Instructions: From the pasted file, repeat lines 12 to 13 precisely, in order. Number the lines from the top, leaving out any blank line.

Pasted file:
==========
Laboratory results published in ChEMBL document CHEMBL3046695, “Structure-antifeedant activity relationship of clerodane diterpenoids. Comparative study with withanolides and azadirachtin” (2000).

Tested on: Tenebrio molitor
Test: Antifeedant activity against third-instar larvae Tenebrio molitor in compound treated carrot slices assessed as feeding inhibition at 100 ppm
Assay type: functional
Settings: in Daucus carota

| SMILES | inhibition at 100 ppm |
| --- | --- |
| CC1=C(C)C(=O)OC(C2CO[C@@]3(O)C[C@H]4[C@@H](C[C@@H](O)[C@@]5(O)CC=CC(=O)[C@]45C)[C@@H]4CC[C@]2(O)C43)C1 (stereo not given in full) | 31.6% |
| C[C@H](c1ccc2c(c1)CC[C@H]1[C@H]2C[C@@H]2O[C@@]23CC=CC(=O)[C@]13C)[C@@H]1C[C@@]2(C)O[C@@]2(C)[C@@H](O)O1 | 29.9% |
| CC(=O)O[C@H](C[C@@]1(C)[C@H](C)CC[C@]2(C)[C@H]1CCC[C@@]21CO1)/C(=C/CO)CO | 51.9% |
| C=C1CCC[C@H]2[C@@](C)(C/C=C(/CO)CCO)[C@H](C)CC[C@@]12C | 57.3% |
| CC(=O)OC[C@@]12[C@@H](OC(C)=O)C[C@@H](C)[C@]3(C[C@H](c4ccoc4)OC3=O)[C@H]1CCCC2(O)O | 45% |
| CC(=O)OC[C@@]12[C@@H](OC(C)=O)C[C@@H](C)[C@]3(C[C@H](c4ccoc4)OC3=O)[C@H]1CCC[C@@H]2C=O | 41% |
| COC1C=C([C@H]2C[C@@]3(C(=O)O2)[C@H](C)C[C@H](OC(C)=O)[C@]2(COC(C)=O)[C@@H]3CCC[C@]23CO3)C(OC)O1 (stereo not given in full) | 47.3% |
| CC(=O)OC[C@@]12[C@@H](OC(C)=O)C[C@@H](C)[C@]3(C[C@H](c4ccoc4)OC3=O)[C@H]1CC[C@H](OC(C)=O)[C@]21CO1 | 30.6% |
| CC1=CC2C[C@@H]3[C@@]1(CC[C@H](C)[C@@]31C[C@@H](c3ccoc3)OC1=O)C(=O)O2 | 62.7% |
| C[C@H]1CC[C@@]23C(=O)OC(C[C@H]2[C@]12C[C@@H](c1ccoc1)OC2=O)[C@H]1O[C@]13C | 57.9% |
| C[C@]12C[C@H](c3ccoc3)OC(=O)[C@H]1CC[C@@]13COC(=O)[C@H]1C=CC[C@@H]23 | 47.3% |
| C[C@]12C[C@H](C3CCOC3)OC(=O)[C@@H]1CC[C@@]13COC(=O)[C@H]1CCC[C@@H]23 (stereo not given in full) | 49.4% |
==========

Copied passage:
| CC(=O)OC[C@@]12[C@@H](OC(C)=O)C[C@@H](C)[C@]3(C[C@H](c4ccoc4)OC3=O)[C@H]1CCCC2(O)O | 45% |
| CC(=O)OC[C@@]12[C@@H](OC(C)=O)C[C@@H](C)[C@]3(C[C@H](c4ccoc4)OC3=O)[C@H]1CCC[C@@H]2C=O | 41% |